“Old Tank Syndrome” Pt 2; Enter the Dragon

As I was saying, I got a dragon gobi to work on my substrate. It seems that after about 15 years of use, the sand-bed had become too full of debris that was decaying at a rate fast enough to feed the Cyanobacteria, but not enough to pollute the water. I say this because all parameters were good, filter bags/socks relatively clean, and all looked well.

The fist thing the Dragon Gobi after acclimation was to start eating Cyano by the mouthful as he filtered and released the cleaned substrate, along with a wisp of silt that would float off. I had no idea this fish would eat cyano, and it turns out he wasn’t really eating it at all. He was feeding on the sand just below the cyano where it was richest in nutrients and critters I suppose, and had to sift the surface first. I watched him for a while before lights out. He seemed quite busy “tilling the soil”.

When I got up the next day, it looked like there was a scirocco, or sandstorm in the tank.  Those little wisps of silt add up quick when it is constant like this all night. Also, the little guy had toppled over a set of soccer ball sized rocks that were stacked vertically on top each other. He apparently kept burrowing through the night to do this by removing the supporting substrate. Watch out for this if you get one of these fish, as the rock could have fallen forward into the glass. Tall structures may tumble if not supported well.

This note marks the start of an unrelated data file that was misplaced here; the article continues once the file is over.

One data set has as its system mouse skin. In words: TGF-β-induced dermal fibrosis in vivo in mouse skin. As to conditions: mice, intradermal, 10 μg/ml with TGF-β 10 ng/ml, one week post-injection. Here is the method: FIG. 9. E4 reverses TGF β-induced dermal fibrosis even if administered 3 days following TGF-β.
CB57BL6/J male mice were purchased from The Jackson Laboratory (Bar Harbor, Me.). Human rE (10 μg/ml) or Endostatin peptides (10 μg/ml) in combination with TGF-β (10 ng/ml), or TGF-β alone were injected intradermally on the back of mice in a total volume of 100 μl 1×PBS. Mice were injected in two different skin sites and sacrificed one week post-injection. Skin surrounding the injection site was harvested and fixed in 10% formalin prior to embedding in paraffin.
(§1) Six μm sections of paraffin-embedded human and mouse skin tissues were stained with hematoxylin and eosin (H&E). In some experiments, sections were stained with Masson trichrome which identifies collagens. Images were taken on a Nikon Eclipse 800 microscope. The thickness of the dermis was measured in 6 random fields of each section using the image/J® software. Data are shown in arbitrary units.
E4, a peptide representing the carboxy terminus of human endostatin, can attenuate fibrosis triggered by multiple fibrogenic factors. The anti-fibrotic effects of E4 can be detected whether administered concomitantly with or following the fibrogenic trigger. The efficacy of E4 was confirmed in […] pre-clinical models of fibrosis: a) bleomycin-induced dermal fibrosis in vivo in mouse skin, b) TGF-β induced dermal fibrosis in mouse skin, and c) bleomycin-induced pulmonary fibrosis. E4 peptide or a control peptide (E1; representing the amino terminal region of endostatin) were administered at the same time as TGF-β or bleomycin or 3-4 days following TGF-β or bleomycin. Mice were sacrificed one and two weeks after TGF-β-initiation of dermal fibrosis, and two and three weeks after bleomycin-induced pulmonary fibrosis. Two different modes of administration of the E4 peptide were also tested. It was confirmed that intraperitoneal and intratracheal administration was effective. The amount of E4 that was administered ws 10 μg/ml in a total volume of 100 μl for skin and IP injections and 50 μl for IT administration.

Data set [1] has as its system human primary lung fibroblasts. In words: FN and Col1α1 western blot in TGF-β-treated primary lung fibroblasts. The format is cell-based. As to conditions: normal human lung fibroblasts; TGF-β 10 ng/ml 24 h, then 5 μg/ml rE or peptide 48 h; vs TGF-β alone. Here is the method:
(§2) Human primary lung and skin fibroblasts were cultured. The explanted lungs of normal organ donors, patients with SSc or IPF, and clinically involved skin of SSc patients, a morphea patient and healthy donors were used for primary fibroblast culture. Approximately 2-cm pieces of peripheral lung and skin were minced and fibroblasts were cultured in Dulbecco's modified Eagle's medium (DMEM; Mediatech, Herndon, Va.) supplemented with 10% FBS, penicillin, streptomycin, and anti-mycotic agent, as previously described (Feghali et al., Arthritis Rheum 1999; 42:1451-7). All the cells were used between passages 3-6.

After a few days there is no sign of cyanobacteria, the tank is in great shape, but the overflow bags are getting really dark with dirty silty stuff. They need changing daily now. Corals and live rocks are being blown down with a turkey baster until things calm down. I will have to update on how he works out in the long run. I have not seen him eat any other fish foods yet. He does nip at freeze-dried krill, but ignores frozen foods so far, even cyclopeeze. I think he is just getting the pods, as I can see him pick on the rocks occasionally now . After about a week he has plowed my entire tank and the substrate never looked better.


Greg Watkins,


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